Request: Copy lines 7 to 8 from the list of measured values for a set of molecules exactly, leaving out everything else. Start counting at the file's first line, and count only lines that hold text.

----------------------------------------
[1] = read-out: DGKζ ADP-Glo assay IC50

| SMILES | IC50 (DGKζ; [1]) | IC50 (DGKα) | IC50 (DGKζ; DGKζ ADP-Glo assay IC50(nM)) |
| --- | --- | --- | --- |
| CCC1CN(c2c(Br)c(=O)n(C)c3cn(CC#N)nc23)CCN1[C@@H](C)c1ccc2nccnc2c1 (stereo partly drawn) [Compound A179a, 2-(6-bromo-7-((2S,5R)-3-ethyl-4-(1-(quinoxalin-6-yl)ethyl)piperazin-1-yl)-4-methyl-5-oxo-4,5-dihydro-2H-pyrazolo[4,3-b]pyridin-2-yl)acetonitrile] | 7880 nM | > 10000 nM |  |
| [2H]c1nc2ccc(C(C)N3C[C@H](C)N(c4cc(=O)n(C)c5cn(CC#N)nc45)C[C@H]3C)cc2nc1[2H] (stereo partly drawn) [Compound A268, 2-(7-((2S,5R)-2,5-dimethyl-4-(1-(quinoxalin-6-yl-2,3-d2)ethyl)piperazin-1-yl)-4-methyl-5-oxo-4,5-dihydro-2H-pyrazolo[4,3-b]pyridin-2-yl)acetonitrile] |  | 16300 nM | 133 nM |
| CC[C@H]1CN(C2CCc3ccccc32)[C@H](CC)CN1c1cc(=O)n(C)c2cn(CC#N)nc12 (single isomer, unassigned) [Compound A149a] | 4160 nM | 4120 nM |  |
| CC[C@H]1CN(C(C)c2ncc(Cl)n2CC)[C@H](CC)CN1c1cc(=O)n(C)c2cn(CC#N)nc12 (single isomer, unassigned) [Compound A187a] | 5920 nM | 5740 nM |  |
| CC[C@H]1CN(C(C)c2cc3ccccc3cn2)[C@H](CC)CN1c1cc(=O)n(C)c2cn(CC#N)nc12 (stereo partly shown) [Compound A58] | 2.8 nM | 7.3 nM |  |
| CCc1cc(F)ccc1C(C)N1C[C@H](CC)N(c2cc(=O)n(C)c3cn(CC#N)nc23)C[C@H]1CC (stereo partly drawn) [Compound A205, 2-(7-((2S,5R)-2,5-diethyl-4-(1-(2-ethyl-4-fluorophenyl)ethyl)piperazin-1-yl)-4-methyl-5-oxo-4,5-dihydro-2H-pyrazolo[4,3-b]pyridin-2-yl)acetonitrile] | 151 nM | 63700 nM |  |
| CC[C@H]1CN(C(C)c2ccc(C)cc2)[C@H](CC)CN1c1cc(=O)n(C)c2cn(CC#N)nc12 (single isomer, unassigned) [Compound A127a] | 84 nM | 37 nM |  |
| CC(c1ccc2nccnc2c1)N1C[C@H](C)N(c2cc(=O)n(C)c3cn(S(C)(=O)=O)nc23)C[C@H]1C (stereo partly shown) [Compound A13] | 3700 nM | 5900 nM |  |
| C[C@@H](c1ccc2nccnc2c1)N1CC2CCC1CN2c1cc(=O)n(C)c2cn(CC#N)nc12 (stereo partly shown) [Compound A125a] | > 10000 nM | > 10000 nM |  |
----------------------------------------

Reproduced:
| CC[C@H]1CN(C(C)c2ncc(Cl)n2CC)[C@H](CC)CN1c1cc(=O)n(C)c2cn(CC#N)nc12 (single isomer, unassigned) [Compound A187a] | 5920 nM | 5740 nM |  |
| CC[C@H]1CN(C(C)c2cc3ccccc3cn2)[C@H](CC)CN1c1cc(=O)n(C)c2cn(CC#N)nc12 (stereo partly shown) [Compound A58] | 2.8 nM | 7.3 nM |  |